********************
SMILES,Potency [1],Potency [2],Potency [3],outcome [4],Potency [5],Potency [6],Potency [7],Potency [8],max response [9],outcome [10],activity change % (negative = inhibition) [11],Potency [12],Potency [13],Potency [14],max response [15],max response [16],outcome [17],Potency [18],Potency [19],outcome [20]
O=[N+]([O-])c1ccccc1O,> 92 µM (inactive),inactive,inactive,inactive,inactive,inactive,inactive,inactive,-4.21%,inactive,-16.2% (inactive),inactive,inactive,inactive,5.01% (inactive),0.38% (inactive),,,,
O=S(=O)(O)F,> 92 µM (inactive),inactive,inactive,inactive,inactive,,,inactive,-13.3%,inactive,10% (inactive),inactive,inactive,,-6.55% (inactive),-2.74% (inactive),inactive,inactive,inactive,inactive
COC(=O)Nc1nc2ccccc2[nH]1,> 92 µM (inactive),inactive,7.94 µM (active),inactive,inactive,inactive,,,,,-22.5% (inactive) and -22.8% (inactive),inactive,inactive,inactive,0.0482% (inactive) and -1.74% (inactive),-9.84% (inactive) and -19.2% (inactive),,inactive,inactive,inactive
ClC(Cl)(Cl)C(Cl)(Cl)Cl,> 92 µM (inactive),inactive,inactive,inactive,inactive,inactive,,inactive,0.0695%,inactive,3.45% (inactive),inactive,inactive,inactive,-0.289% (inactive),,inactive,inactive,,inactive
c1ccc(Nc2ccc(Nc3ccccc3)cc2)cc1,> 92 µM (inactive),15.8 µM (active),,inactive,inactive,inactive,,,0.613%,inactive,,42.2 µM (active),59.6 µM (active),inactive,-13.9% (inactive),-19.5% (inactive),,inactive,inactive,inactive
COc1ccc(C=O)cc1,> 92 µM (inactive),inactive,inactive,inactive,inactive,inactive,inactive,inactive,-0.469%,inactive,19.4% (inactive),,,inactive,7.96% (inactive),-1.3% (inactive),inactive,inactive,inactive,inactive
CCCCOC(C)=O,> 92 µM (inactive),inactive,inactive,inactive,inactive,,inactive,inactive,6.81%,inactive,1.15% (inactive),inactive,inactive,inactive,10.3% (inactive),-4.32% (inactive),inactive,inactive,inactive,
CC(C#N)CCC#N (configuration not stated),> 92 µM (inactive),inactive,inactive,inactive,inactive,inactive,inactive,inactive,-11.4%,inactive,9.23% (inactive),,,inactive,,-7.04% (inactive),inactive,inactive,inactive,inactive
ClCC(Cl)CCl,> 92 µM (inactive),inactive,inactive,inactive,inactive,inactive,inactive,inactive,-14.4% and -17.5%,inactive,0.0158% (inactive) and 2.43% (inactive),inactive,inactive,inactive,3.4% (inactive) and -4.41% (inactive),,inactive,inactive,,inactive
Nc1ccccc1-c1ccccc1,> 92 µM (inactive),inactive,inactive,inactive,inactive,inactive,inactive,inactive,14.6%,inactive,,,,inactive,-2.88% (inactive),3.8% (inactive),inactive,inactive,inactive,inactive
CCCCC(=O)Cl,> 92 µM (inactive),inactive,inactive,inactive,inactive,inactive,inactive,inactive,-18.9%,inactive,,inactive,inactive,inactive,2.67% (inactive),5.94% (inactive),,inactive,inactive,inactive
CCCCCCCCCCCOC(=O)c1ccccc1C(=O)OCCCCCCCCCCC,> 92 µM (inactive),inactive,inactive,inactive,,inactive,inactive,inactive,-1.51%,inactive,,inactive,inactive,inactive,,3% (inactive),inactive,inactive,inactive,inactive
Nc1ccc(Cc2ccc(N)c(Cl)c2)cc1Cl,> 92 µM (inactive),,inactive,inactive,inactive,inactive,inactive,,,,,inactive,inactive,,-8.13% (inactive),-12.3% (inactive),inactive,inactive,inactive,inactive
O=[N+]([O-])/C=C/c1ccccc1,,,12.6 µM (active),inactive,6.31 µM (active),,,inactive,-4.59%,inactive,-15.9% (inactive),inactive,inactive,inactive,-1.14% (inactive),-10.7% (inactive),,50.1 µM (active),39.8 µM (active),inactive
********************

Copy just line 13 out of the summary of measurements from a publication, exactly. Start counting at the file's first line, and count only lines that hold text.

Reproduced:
CCCCCCCCCCCOC(=O)c1ccccc1C(=O)OCCCCCCCCCCC,> 92 µM (inactive),inactive,inactive,inactive,,inactive,inactive,inactive,-1.51%,inactive,,inactive,inactive,inactive,,3% (inactive),inactive,inactive,inactive,inactive